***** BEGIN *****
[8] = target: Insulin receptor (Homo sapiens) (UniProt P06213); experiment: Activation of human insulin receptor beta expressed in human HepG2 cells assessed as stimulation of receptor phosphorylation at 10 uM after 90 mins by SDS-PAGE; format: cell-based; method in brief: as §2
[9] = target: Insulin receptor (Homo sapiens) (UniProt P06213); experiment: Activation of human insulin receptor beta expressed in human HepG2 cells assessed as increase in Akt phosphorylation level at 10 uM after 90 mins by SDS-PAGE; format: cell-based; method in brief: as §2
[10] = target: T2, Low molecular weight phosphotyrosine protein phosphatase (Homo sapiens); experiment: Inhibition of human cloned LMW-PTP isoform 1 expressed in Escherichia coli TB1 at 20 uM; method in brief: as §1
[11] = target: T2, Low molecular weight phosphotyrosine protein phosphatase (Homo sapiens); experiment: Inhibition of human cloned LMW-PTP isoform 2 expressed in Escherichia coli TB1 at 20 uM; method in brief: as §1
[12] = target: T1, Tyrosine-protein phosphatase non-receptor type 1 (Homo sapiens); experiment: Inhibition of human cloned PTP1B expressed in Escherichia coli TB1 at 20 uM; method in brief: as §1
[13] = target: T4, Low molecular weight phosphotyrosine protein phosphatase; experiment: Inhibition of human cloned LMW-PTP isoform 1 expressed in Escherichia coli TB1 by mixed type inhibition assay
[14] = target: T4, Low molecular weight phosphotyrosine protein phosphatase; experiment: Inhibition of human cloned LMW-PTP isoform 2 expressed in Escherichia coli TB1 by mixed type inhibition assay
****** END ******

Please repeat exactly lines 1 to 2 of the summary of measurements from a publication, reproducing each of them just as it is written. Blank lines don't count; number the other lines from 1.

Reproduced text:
[8] = target: Insulin receptor (Homo sapiens) (UniProt P06213); experiment: Activation of human insulin receptor beta expressed in human HepG2 cells assessed as stimulation of receptor phosphorylation at 10 uM after 90 mins by SDS-PAGE; format: cell-based; method in brief: as §2
[9] = target: Insulin receptor (Homo sapiens) (UniProt P06213); experiment: Activation of human insulin receptor beta expressed in human HepG2 cells assessed as increase in Akt phosphorylation level at 10 uM after 90 mins by SDS-PAGE; format: cell-based; method in brief: as §2